Type 2 diabetes: pharmacological management strategies

Current and future treatment options for the management of patients with type 2 diabetes.

Due to rising obesity and changes in the ethnic make up of the UK population, the number of people in the UK with diabetes is expected to rise by over 50% by 2030. In the image, polarised light micrograph of glynase, used to treat Type 2 diabetes

In this article you will learn:

  • The current pharmacological strategies for management of patients with type 2 diabetes
  • The status of newer therapies targeting the incretin axis and renal glucose handling
  • The status of newer, longer-acting insulins

Diabetes affects around 382 million people worldwide[1]
and the numbers are increasing. In the UK, more than 2.8 million people have type 2 diabetes with an estimated cost to the NHS of £12bn a year[2]
. On account of rising obesity and changes in the ethnic make up of the UK population, the number of people in the UK with diabetes is expected to rise by over 50% by 2030[3]
. This represents a huge societal and financial burden on healthcare systems.

Type 2 diabetes is a metabolic disorder characterised by persistent hyperglycaemia caused by the body’s own resistance to endogenous insulin and an inevitable gradual failure of pancreatic beta cells to respond and produce sufficient insulin to meet demand. Genetic factors predispose people to developing type 2 diabetes, but it is strongly linked with obesity and modern inactive and unhealthy lifestyles. People from ethnic minorities in the UK are more likely to have type 2 diabetes than the general population[3]
. Family history is an important risk factor and twin studies have shown higher concordance for diabetes in monozygotic compared with dizygotic twins[4]
. More than 65 genetic variants have been identified that increase the risk of a person developing diabetes[5]
, but it is not currently possible to use this information clinically to ascertain an individual’s risk. Interventions aimed at modifiable risk factors, such as reducing obesity and increasing exercise, do however reduce the risk of developing diabetes[6],

The morbidity from type 2 diabetes predominantly relates to its microvascular and macrovascular complications. Patients with type 2 diabetes are at higher risk of stroke and cardiovascular disease as well as renal impairment, retinopathy and peripheral nerve damage. Data from the 2012–2013 National Diabetes Audit showed that in patients with diabetes, the risk of stroke increased by 62.6%, angina by 138.8%, heart attack by 94.2% and end-stage renal failure requiring renal replacement therapy by 272.3%[8]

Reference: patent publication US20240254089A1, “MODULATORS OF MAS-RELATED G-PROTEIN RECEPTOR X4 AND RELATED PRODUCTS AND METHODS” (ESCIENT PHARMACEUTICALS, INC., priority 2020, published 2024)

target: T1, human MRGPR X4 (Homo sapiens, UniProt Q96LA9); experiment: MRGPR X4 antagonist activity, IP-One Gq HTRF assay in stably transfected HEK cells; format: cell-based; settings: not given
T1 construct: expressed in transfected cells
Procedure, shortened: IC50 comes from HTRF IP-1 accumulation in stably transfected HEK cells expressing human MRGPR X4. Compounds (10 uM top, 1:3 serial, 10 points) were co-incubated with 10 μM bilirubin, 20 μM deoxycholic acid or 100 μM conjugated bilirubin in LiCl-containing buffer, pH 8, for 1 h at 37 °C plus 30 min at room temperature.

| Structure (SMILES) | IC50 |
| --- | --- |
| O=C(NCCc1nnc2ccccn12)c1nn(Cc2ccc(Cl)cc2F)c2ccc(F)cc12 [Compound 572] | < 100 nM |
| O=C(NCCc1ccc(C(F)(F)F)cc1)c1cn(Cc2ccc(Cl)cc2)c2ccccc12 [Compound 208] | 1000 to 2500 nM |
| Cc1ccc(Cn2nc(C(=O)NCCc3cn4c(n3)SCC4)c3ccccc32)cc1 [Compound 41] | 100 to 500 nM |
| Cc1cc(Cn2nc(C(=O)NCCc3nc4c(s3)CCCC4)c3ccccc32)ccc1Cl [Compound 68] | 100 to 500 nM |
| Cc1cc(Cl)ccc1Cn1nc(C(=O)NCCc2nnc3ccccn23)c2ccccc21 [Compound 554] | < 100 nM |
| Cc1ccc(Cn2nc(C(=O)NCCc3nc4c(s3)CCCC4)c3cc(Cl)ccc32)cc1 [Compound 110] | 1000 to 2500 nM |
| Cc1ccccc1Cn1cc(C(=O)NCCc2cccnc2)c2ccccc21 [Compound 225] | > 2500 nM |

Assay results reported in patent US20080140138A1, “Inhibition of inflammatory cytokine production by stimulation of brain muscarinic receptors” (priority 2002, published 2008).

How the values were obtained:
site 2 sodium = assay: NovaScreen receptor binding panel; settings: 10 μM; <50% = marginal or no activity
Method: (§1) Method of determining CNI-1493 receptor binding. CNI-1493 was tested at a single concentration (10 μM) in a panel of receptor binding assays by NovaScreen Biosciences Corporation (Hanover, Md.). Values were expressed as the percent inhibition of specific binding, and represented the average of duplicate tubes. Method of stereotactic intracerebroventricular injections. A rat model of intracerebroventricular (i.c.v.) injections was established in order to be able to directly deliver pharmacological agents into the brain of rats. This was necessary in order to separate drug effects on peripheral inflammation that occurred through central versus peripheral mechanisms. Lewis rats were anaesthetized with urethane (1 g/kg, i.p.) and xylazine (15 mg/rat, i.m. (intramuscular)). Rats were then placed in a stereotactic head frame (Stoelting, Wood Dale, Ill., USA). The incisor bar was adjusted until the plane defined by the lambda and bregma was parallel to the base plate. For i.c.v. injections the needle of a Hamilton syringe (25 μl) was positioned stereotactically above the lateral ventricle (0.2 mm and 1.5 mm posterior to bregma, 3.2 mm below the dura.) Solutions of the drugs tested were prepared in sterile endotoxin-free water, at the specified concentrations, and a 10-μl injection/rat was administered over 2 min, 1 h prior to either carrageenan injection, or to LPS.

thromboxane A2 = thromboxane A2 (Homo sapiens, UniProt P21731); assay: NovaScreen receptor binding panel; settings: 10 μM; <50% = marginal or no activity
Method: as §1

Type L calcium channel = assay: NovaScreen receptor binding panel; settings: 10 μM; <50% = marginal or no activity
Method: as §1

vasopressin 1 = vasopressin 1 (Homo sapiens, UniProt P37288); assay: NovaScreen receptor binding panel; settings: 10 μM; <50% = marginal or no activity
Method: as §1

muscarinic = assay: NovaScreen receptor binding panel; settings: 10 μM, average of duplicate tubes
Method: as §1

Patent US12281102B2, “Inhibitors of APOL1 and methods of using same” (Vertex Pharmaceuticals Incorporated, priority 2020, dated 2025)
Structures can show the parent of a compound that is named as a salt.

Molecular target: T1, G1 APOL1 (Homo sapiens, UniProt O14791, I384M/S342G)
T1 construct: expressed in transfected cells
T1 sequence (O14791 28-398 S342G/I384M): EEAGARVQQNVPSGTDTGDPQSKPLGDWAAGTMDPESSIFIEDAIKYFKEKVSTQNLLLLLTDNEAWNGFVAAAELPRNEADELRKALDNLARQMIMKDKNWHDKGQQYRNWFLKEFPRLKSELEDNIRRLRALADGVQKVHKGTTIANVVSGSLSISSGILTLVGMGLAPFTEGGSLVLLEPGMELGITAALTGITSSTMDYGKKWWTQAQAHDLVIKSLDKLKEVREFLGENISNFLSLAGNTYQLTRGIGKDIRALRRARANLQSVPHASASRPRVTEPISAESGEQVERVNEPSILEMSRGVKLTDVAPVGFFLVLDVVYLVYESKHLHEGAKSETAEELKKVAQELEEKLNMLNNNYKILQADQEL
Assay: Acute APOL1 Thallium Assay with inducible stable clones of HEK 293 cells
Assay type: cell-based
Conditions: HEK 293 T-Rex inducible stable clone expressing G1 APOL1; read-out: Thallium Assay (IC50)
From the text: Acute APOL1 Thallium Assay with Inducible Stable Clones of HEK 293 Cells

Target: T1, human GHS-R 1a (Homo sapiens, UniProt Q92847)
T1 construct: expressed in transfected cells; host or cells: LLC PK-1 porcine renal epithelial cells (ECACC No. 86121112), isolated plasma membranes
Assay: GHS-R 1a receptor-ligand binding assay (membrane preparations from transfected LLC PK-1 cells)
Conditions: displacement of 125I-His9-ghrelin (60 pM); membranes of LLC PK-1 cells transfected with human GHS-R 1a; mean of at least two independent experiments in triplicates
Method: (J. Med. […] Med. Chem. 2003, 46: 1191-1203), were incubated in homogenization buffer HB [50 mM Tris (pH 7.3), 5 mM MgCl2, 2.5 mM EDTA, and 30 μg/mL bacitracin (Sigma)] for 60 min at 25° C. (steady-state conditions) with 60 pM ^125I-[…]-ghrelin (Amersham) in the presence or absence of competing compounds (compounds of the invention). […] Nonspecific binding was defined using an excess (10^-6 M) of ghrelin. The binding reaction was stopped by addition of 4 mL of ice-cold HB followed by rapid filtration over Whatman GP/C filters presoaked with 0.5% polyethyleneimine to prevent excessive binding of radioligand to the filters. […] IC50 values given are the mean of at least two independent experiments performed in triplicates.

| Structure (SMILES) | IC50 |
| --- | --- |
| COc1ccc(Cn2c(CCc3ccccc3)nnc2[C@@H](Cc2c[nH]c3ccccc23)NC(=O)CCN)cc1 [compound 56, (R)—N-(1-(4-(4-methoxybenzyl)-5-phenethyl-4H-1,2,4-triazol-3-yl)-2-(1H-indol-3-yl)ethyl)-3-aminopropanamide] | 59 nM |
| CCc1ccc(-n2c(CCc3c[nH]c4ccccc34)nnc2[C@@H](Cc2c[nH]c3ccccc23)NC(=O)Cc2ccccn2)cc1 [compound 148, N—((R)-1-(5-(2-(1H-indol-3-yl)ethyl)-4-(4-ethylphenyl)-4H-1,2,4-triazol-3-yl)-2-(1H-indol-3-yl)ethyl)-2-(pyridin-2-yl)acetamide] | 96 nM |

While the control of blood sugars, blood pressure and cardiovascular risk can improve outcomes[9]
, current treatment options are not without problems, frequently leading to weight gain and increased risk of hypoglycaemia. This article will discuss the current management options and potential future therapies for patients with type 2 diabetes.

Current management

UK strategies for the management of type 2 diabetes are currently based on evidence from The UK Prospective Diabetes Study (UKPDS), a large prospective study in patients newly diagnosed with type 2 diabetes that spanned over three decades[9]
. The results of this study established that improving glycaemic control significantly reduced the rate of diabetes complications, including retinopathy, neuropathy, nephropathy and diabetes related deaths. Data from the study showed that for every 1% reduction in glycated haemoglobin (HbA1C), there was a 35% reduction in microvascular complications and a 25% reduction in diabetes-related deaths[10]
. Importantly, the reduction in diabetes-related risk shows a ‘legacy effect’; the improved outcomes for those with better controlled blood sugars persisted for many years after the study had finished, even though the difference in glycaemic control ceased after the trial ended[11]
. Early diagnosis and more aggressive treatment of blood glucose levels is therefore associated with improved clinical outcomes.

Metformin is unequivocally the first-line treatment in patients with type 2 diabetes. It belongs to the biguanide class of drugs and acts by increasing hepatic insulin sensitivity. It also increases the uptake of glucose into peripheral cells, reduces hepatic glucose production and aids weight loss[12]
. Metformin can induce gastrointestinal side effects such as abdominal bloating, cramps, nausea, vomiting and diarrhoea, which can be mitigated by starting metformin at a low dose. The British National Formulary recommends starting at 500mg of metformin once daily for at least a week prior to titrating the dose up to a maximum to 2g daily in divided doses[13]
. Caution is advised when used in patients with impaired renal function or other conditions that may increase the risk of lactic acidosis, such as acute heart failure or shock[13]
. However, a Cochrane review of trials that included patients on metformin suggests that the potential risk of developing lactic acidosis is often overstated[14]

Sulfonylureas (e.g. gliclazide, glimepiride, meglitinides) are commonly used as second-line agents in patients with type 2 diabetes, but can also be used as an alternative first-line treatment instead of metformin if the patient is not overweight, or is unable to tolerate metformin. Sulfonylureas can also be added to metformin if glycaemic control is inadequate. Sulfonylureas act by binding to a specific receptor on pancreatic beta cells, leading to increased secretion of endogenous insulin. The main side effects of sulfonylureas are weight gain and hypoglycaemia[15]
, and risk is increased in people with mild to moderate renal impairment and severe hepatic impairment[16]